Seattle’s head tax repealed, legality of vote challenged
On May 14, the Seattle City Council unanimously passed a tax of $275 per full-time equivalent employee for companies with gross receipts of $20 million or more that would raise an estimated $48 million per year for housing and homeless services. Shortly after, a coalition of businesses formed the No Tax on Jobs campaign and worked to gather signatures to have a referendum on the November ballot to overturn the tax.
Some 17,600 signatures were needed by the June 14 deadline to get the referendum onto this year’s general election ballot. By June 11, the campaign had gathered nearly 46,000 signatures. Seattle King County REALTORS® contributed $2,500 from its local issues fund to support the campaign and sent official petitions to all Seattle REALTOR® offices.
Overcome by the outcry of public disapproval, the Seattle City Council repealed the head tax on June 12 by a vote of 7 to 2. While the repeal was a win for opponents of the tax, the battle may not be over.
“There is no question that rapid job growth has sharply increased the demand for housing at every price point and has complicated the solutions available to aid the homeless,” said Seattle King County REALTORS® President Shane Davies. “However, the root cause is not job creation, but a failure to enable an adequate supply of housing – ownership and rental – to accommodate the new jobs.”
Shortly after the repeal, three local attorneys filed a lawsuit in King County Superior Court claiming that the Seattle City Council repeatedly violated the state’s Open Public Meetings Act in its haste to repeal the head tax. The suit claims that, in violation of the law’s requirements, the City Council did not give the required 24 hours’ notice before announcing its intention to conduct a repeal vote. Also, the claim alleges that there were discussions among council members and the mayor about repealing the head tax ordinance without public debate.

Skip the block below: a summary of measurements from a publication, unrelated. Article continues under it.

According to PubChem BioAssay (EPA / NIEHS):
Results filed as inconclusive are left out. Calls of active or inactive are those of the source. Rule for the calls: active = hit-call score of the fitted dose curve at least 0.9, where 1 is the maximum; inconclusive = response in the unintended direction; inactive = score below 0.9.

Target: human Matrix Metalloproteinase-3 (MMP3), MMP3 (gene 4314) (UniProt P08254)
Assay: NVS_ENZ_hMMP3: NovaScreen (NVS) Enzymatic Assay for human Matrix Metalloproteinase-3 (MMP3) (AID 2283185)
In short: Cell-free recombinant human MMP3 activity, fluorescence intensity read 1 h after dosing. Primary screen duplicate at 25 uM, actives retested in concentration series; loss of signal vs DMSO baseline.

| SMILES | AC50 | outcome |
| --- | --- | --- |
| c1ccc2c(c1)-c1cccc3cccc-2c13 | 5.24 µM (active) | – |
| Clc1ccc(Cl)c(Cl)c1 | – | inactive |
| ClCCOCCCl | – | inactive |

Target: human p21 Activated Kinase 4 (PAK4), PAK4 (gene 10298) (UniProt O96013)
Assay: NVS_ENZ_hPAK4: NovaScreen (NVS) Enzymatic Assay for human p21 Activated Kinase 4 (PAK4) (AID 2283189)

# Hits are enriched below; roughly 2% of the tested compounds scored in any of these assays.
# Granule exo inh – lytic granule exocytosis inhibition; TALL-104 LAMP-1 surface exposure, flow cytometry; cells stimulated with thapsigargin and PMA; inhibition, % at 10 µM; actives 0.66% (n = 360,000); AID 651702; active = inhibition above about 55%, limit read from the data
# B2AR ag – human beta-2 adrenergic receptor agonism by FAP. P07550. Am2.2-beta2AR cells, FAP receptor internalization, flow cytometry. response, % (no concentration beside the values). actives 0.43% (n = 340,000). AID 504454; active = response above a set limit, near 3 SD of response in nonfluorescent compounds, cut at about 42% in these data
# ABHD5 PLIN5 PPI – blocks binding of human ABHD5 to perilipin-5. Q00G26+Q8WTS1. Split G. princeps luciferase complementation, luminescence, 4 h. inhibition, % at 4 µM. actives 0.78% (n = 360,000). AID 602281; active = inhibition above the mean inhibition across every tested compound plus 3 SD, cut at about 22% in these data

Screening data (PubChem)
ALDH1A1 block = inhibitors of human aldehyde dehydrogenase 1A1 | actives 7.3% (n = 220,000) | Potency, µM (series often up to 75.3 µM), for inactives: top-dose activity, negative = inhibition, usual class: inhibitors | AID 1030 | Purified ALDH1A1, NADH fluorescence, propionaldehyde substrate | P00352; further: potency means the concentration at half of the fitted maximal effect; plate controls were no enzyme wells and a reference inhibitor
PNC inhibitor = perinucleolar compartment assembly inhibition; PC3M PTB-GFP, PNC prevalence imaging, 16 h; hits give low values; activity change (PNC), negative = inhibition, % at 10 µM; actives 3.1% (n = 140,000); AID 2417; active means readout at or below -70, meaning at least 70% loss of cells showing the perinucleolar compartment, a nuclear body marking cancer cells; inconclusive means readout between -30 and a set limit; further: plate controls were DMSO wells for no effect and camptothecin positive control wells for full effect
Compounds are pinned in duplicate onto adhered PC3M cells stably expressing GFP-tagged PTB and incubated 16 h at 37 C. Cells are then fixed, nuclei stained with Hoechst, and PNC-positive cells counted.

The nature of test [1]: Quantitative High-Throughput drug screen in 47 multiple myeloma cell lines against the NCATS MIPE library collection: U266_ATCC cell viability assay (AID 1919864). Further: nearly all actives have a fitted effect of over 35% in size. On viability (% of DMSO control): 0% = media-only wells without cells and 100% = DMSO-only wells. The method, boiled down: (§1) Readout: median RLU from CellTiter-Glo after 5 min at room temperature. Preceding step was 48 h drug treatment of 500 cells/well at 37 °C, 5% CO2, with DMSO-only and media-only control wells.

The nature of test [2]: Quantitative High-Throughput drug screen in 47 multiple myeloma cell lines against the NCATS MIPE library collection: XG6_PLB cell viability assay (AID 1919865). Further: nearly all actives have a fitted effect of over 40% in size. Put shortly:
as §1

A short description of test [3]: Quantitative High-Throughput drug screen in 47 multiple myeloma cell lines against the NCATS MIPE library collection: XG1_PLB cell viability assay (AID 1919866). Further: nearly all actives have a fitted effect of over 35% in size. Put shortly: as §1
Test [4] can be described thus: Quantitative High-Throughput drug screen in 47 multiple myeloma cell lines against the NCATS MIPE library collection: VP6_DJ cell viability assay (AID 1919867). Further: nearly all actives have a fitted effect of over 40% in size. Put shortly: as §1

A second lawsuit filed on the same day also contends that the city broke the law by holding secret meetings to discuss repealing the tax. Unlike the first lawsuit, it wants the city to admit that it broke the law and a court to invalidate the council’s repeal vote.
These lawsuits open the door to the possibility that the repeal was illegal and so could be overturned. To ensure that head tax repeal referendum will still go to a vote of the people in the event the City Council’s repeal is overturned, the No Tax on Jobs campaign submitted the signatures to the city clerk. Most recently, Seattle City Attorney Pete Holmes offered to settle the lawsuit. If not settled, the trial date is set for June 2019.